Cancer and Oncology
Identifiers
urn:nbn:se:umu:diva-96256 (URN)10.1177/096914139700400104 (DOI)
Projects
digitalisering@umu
Available from: 2014-11-14 Created: 2014-11-14 Last updated: 2017-12-05Bibliographically approved
2. Service Screening with Mammography in Sweden: Evaluation of Effects of Screening on Breast Cancer Mortality in Age Group 40–49 Years
Open this publication in new window or tab >>Service Screening with Mammography in Sweden: Evaluation of Effects of Screening on Breast Cancer Mortality in Age Group 40–49 Years
2000 (English)In: Acta Oncologica, ISSN 0284-186X, E-ISSN 1651-226X, Vol. 39, no 5, 617-623 p.Article in journal (Refereed) Published
Abstract [en]

The aim of the study was to develop a model for estimating the effect of the nation-wide service screening program with mammography on breast cancer mortality in Sweden. In 1997, the introduction of population-based service screening had been completed in all 26 counties. In approximately half of the counties suitable for evaluation, the lower age limit for invitation was 40 years (study population) and in the other half the age limit was 50 years (control population). The numbers of females aged 40-49 years for the two populations were 202 152 and 237 279, respectively (1988). The study and control populations were compared for the period 1986-1996 with regard to refined breast cancer mortality. To adjust for geographical differences, the period 1976-1986 was used as reference. With a mean follow-up time of 8 years, the estimated relative risk of breast cancer death in relation to invitation to service screening among women aged 40-49 years at breast cancer diagnosis was 0.91 (95% confidence interval 0.72-1.15). These findings were compatible with those presented in the previous overview of the Swedish randomized studies.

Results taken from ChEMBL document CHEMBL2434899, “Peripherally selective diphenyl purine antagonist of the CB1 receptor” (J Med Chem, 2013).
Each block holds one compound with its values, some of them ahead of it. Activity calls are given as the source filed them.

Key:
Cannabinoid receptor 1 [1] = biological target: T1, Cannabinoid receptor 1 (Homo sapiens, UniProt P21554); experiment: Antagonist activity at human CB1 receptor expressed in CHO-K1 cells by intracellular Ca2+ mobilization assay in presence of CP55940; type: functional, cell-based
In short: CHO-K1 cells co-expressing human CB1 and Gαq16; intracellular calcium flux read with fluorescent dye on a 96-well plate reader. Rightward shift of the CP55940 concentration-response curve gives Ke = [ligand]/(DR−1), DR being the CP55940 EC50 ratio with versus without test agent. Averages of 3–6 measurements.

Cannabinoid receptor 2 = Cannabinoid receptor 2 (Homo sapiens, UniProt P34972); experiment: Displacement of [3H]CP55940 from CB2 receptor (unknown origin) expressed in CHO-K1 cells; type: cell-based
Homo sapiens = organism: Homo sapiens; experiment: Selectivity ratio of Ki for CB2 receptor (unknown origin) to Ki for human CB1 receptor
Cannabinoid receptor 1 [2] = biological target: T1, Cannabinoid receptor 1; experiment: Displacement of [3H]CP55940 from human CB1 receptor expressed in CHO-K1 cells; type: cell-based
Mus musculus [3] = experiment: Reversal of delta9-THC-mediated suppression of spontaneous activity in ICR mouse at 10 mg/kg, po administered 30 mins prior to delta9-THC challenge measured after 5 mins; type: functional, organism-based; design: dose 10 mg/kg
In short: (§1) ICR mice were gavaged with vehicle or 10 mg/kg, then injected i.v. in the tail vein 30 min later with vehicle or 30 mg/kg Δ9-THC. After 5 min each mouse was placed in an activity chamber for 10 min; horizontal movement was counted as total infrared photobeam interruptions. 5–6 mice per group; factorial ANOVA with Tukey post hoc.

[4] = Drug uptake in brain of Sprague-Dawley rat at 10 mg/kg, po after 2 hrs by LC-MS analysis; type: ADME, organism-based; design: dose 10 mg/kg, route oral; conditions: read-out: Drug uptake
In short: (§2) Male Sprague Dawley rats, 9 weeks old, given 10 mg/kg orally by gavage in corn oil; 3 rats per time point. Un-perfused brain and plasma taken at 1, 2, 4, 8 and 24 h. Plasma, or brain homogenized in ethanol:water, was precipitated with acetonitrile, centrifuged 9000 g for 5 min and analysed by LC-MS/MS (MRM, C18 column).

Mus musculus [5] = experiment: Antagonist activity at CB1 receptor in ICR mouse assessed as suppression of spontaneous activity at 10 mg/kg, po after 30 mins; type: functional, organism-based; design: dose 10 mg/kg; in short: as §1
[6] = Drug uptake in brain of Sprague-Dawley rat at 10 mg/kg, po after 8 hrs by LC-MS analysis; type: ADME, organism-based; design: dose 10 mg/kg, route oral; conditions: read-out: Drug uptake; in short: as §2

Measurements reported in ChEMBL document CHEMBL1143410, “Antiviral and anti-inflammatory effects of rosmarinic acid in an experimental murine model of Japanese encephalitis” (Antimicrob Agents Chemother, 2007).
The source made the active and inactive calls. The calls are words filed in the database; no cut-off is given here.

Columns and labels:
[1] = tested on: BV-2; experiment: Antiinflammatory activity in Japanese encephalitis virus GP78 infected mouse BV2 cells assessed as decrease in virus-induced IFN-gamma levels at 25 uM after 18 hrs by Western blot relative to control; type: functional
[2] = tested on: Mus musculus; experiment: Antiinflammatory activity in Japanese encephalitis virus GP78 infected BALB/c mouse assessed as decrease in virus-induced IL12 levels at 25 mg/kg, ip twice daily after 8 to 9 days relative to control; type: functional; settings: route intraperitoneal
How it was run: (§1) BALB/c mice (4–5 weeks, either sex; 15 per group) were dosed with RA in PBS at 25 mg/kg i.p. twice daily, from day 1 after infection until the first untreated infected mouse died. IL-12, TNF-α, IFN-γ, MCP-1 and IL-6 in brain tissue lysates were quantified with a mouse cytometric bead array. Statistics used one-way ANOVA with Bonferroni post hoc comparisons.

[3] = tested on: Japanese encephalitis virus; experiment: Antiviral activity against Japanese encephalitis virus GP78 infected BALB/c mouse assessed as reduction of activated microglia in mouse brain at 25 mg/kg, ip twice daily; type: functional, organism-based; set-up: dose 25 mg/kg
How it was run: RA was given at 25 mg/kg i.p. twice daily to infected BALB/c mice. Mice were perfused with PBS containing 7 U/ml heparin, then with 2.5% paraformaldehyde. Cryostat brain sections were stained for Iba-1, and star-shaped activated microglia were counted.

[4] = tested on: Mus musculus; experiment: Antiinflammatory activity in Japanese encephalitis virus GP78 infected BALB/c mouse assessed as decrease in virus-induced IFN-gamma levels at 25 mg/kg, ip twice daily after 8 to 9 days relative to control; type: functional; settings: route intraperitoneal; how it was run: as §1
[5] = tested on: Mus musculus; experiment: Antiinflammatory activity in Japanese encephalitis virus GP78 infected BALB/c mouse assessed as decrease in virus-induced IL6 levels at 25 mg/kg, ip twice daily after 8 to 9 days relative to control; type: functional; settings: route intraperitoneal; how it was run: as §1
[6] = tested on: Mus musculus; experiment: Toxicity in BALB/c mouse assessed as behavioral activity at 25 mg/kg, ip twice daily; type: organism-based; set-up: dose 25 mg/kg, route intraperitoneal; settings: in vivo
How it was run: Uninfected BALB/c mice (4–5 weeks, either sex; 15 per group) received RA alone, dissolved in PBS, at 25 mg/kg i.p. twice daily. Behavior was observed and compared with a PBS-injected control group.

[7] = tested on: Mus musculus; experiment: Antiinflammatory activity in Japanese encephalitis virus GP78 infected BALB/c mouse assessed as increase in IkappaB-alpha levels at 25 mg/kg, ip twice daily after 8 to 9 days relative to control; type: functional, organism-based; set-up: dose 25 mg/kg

Place, publisher, year, edition, pages
Taylor & Francis, 2000
National Category
Cancer and Oncology
Identifiers
urn:nbn:se:umu:diva-96258 (URN)10.1080/028418600750013302 (DOI)
Available from: 2014-11-14 Created: 2014-11-14 Last updated: 2017-12-05Bibliographically approved
3. Service screening with mammography of women aged 50–69 years in Sweden: effects on mortality from breast cancer
Open this publication in new window or tab >>Service screening with mammography of women aged 50–69 years in Sweden: effects on mortality from breast cancer
2001 (English)In: Journal of Medical Screening, ISSN 0969-1413, E-ISSN 1475-5793, Vol. 8, no 3, 152-160 p.Article in journal (Refereed) Published
Abstract [en]

OBJECTIVES:To estimate the effect of the population based service screening programme in Sweden on mortality from breast cancer among women aged 50–69. SETTING:In 1986, population based service screening with mammography started in Sweden, and by 1997 screening had been introduced in all counties. Half of the counties invite women from 40 years of age whereas women 50 and older are invited in the other counties. The upper age limit was either 69 or 74. Women in the age group 50–69 years are thus invited to screening in all counties.

METHODS:The counties which started with mammographic screening in 1986–87 constituted the study group and were compared with the counties which started in 1993 or later. In 1987 the mean number of women aged 50–69 was 161 986 and 98 608 in the study and control groups, respectively. Refined excess mortality (smoothed with the Lowess method) from breast cancer and refined cause specific mortality from breast cancer were used as effect measures. To adjust for geographical differences in mortality from breast cancer a reference period was used. Allowance was made for two potential biases: (a) inclusion bias implying the inclusion of cases diagnosed before invitation to screening in the first screening round, and (b) lead time bias.